Jim finally gets a break, when given the opportunity to be a lastminute replacement fighter to go up against the No. 2 heavyweight in the world. Although Jim’s expected to merely show up, take a few hits and collect his paycheck, he ends up knocking out his opponent. To everyone’s surprise and delight, he continues winning – one victory after another. Not only does this allow him to provide for his family, it also offers a renewed hope among the discouraged and destitute. That’s exactly why we all love for the underdog to come out as the hero – it just feels right. It gives everyone a sense of hope to cling to, saying and “If he can do it, so can I!” These are the kind of stories we should be talking about – ones filled with hope, the overcoming of obstacles and determination to do the right thing no matter what. In the last month I am sad to say I have heard of several people, from Junior High to adults who have died by suicide – this is an ultimate feeling of hopelessness. The heartbreaking reality is that suicide is now the second leading cause of death among ages 10-34. The seriousness of this issue cannot be overstated. Although this is clearly an enormous concern, it seems few are actually talking about it. This isn’t one of those ignore it and it will go away issues. Please, please be aware of those around you, really look at them, listen to them, genuinely care and be a messenger of hope—true hope in Jesus Christ! Whether feeling desperate to this degree or not, we never know the battle another person is facing. What we do know is that everyone needs encouragement, and everyone needs hope. If you know Jesus as your Lord and Savior, you have the ultimate hope and you and I get to be messengers to those who need Him. If you do not have the hope that only Christ can give, today is the day! John 3:16 says,

“For this is how God loved the world: He gave his one and only Son, so that everyone who believes in him will not perish but have eternal life.” (NLT)

Everyone should know:

By 2010, depression was considered the #1 disability in the world. The AFSP (American Foundation for Suicide Prevention) site shares these alarming statistics from 2018: 1. On average, 132 Americans died by suicide each day. 2. 1.4 million Americans attempted suicide. 3. 48,344 Americans died by suicide.


Having Opportunity (to) Provide Encouragement ~Joan Endicott

“May the God of hope fill you with all joy and peace in believing, so that by the power of the Holy Spirit you may abound in hope.” – Romans 15:13 n A portion of this is an excerpt from Joan’s book. Grab your FREE copy of Joan’s “I Get To!”® book at or sign up for her FREE videos. Joan Endicott is an Award-Winning Keynote Speaker, Author of “I Get To!”® founder of GIANT-Slayer Coaching and “WOW!” Women Owning Their Worth©. Her coaching reaches over 30 countries. Follow her on FB and IG–she posts encouraging words daily!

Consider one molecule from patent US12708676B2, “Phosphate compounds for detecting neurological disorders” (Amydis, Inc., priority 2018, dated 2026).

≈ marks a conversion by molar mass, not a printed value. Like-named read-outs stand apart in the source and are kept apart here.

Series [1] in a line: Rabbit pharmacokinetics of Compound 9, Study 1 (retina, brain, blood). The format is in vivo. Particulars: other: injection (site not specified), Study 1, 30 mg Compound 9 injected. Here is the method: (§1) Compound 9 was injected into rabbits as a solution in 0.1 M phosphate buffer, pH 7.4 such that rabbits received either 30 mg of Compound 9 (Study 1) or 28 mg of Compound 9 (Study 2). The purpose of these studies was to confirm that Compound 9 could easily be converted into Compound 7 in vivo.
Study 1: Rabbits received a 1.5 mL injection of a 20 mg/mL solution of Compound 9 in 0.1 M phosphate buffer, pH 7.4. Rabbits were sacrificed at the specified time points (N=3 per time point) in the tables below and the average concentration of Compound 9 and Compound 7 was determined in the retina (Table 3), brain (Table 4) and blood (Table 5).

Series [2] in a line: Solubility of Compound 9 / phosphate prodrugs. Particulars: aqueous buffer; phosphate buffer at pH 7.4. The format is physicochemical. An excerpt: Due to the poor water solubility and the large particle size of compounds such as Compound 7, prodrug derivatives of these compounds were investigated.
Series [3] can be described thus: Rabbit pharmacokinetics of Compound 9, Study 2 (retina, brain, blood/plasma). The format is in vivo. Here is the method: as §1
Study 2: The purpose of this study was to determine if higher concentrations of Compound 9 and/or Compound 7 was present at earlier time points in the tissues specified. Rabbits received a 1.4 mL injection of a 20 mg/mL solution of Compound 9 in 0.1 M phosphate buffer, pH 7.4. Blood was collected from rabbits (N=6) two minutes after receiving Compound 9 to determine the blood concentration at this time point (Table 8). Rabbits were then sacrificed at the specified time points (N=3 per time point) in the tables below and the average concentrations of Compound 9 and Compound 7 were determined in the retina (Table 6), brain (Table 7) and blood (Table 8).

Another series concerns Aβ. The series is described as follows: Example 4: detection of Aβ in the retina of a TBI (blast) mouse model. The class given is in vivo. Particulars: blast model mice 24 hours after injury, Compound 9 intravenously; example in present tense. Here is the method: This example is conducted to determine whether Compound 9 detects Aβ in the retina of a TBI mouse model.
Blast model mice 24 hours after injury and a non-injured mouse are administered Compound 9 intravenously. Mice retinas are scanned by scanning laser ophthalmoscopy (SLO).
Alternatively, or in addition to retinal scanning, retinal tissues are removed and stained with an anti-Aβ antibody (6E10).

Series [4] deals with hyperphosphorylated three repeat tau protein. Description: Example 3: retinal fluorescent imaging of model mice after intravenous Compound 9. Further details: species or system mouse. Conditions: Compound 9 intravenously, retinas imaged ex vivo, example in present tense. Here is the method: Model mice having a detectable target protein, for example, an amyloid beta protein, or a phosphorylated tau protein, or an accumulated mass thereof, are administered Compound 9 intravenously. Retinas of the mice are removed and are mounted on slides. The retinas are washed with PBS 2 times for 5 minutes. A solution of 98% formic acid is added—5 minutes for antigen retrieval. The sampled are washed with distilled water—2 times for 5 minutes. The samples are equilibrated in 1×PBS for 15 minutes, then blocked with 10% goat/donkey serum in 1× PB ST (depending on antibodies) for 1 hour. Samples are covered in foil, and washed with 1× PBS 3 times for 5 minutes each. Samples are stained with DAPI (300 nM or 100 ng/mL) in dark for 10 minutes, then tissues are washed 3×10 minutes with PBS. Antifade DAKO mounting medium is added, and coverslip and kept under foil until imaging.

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Christian Living | November / December 2020 39

Home for the Holidays





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Articles inside

DEALING with loneliness? You’re not alone in experiencing isolation article cover image

DEALING with loneliness? You’re not alone in experiencing isolation

page 35
ORDINARY to extraordinary David’s story could be your story too article cover image

ORDINARY to extraordinary David’s story could be your story too

page 34
THE GREAT ‘what if?’ Some lessons from Naomi, Ruth and Boaz article cover image

THE GREAT ‘what if?’ Some lessons from Naomi, Ruth and Boaz

pages 30-31
THE DAYS of Noah — Part 1 Darkness besets earth and its inhabitants article cover image

THE DAYS of Noah — Part 1 Darkness besets earth and its inhabitants

pages 28-29
Rick Chromey Creativity helped a boy become a man article cover image

Rick Chromey Creativity helped a boy become a man

pages 20-21
A TRIO of Authors The Lunds: A family that writes together article cover image

A TRIO of Authors The Lunds: A family that writes together

pages 18-19
SHEPHERDS & wise men Jesus’ biography: 2 epic nights in Bethlehem article cover image

SHEPHERDS & wise men Jesus’ biography: 2 epic nights in Bethlehem

page 16
RandyB Funk Christian Rapper article cover image

RandyB Funk Christian Rapper

page 13
BOISE Angels Non-profit helps foster kids, families article cover image

BOISE Angels Non-profit helps foster kids, families

page 10
MICHELLE Alden How her past shaped her future career article cover image

MICHELLE Alden How her past shaped her future career

pages 8-9
Understanding Relationships article cover image

Understanding Relationships

pages 38-40
I Get To article cover image

I Get To

pages 37, 39
Maximum Health article cover image

Maximum Health

page 36
Your Daily Bread article cover image

Your Daily Bread

pages 23-31
Challenging Faith article cover image

Challenging Faith

pages 32-35
Mom Keep Calm article cover image

Mom Keep Calm

pages 14-21
Real Man’s Toolbox article cover image

Real Man’s Toolbox

pages 6-11
God Dots article cover image

God Dots

page 22
Spotlight on Business article cover image

Spotlight on Business

pages 12-13
Choosing to Love article cover image

Choosing to Love

pages 5, 7
Publisher’s Corner article cover image

Publisher’s Corner

page 4